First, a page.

Ideologues playing politics with private schools

Labour's new education plans for private schools have been criticised for lacking substance. Emily Hohler reports.

Tristram Hunt, the shadow education secretary, proposes to make private schools work harder for their charitable status.

They will be required to pass a new School Partnership Standard test to remain eligible for business rate relief (worth around £64,000 a year per school), offering services such as sponsoring academies, sharing teachers and staging joint sporting events.

I'm not saying it's the only answer, writes Hunt in The Daily Telegraph. But alongside our strategy for improving the quality of teachers and transforming our vocational education system, it "forms part of Labour's broader ambition to end the scandal of 1.6 million children being taught in schools that require improvement".

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Think again, says Rachel Sylvester in The Times. Sharing karate classes isn't going to make a difference, and "surreptitiously creating a few more grammar schools isn't going to address the problem either".

We need to focus our attention on the 90% of schools that are neither private nor grammar. The educational pessimists say that "parental poverty and lack of funds means state schools will never compete. This is rubbish." Some of our best state schools, including Grinling Gibbons in Deptford and Havelock Academy in Grimsby, are in the most deprived areas.

They succeed because they are ambitious for their pupils. "As Germany shows, creating an aspirational, flexible and rigorous state sector can make private schools redundant." Their results are so good that less than 1% of children attend private schools.

When I attended my grammar school in the 1950s and 1960s, we "would have laughed at the idea that private schools were in any way superior", says IanJack in The Guardian. Today, given the decline in state education, if Labour wanted more educational equality, it should promise to change the law so that private schools lose their charitable status altogether.

Fee rises would push the middle classes into the state sector, which they would then support. Of course, it doesn't dare. So instead we have "the pitiable sight of Labour making another of its small and puzzling sorties that neither damage the enemy nor inspire the friend".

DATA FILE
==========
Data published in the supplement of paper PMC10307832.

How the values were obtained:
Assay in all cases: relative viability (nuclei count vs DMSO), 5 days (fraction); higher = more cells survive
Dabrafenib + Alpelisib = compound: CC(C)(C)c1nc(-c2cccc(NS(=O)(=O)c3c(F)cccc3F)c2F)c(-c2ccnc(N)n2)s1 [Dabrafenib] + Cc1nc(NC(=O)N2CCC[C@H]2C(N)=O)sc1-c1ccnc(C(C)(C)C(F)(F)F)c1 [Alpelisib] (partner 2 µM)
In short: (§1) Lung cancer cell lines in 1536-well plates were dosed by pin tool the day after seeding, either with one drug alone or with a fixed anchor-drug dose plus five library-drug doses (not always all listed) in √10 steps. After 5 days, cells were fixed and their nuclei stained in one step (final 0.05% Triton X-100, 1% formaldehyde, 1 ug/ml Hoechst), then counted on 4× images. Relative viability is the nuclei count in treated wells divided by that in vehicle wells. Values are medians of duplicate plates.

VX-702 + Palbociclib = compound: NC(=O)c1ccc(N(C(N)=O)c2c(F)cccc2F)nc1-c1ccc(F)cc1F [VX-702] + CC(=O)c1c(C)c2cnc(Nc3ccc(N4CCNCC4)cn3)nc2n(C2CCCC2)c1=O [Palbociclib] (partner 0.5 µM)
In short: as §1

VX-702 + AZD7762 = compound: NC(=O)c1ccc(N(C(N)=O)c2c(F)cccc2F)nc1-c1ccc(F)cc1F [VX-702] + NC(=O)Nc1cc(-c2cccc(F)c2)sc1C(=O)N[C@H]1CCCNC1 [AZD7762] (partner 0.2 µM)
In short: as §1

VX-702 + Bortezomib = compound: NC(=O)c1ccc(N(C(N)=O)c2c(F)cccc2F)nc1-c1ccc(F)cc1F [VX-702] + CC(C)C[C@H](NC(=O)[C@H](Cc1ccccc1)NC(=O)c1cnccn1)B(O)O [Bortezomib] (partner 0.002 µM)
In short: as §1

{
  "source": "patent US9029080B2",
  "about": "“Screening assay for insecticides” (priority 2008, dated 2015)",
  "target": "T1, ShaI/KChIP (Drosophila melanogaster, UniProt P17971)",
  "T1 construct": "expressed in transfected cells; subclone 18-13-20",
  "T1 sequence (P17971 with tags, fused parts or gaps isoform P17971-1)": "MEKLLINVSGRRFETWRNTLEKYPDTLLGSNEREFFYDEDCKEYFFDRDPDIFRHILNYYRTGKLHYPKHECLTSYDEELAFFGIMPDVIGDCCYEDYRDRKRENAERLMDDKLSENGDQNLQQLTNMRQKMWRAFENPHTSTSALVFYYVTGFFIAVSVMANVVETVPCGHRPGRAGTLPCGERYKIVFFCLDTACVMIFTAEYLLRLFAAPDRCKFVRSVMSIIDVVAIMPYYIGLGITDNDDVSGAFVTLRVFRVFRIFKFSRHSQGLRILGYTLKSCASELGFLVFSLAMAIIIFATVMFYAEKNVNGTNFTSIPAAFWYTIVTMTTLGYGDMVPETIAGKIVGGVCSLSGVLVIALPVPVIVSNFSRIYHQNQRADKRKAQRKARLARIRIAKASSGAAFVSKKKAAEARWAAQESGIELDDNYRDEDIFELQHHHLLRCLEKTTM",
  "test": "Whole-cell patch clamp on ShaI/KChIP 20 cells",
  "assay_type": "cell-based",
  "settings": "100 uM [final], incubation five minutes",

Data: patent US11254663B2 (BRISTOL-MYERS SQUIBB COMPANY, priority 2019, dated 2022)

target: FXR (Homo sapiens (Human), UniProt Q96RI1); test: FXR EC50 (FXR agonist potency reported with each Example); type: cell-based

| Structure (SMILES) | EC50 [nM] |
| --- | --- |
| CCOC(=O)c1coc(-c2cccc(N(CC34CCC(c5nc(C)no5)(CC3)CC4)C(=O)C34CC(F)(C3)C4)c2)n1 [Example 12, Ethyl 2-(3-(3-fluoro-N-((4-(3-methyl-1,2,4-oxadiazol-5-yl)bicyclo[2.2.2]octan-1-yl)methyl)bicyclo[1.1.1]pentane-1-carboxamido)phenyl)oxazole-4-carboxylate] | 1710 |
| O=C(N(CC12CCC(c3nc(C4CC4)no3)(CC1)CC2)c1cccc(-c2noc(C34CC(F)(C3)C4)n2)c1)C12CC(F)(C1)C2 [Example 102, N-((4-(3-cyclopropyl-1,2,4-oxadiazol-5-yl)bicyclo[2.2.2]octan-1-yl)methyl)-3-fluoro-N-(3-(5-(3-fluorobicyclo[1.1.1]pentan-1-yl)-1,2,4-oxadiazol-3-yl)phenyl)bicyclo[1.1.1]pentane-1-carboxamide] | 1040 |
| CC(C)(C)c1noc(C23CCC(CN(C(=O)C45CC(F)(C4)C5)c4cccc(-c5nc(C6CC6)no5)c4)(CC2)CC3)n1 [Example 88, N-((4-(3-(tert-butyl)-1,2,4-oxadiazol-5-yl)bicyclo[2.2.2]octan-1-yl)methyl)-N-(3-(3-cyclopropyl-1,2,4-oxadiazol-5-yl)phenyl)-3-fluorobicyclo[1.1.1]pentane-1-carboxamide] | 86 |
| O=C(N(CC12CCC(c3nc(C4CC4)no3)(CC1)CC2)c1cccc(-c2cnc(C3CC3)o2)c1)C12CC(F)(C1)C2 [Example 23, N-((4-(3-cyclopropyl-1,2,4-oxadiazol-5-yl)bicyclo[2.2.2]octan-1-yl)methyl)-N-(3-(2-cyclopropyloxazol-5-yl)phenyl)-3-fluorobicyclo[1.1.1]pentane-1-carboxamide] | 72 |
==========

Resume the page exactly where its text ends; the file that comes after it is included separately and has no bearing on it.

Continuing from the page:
I've had it with "ideologues playing politics with a state education system of which they have zero experience", says Allison Pearson in The Daily Telegraph. Labour took an education system that wasn't broken and "fixed" it for ideological reasons.

Abolishing grammar schools only entrenched class privilege. The richer went private or moved to a good catchment area. Today the UK is "tumbling" down the international league tables.

And Tristram Hunt's "big new idea" is to attack the same "evil schools" to which so many prominent Labourites send their own children in order to "gain the selective advantage their party denies to children from less well-off families".

Emily Hohler

Emily has extensive experience in the world of journalism. She has worked on MoneyWeek for more than 20 years as a former assistant editor and writer. Emily has previously worked on titles including The Times as a Deputy Features Editor, Commissioning Editor at The Independent Sunday Review, The Daily Telegraph, and she spent three years at women's lifestyle magazine Marie Claire as a features writer for three years, early on in her career. 

On MoneyWeek, Emily’s coverage includes Brexit and global markets such as Russia and China. Aside from her writing, Emily is a Nutritional Therapist and she runs her own business called Root Branch Nutrition in Oxfordshire, where she offers consultations and workshops on nutrition and health.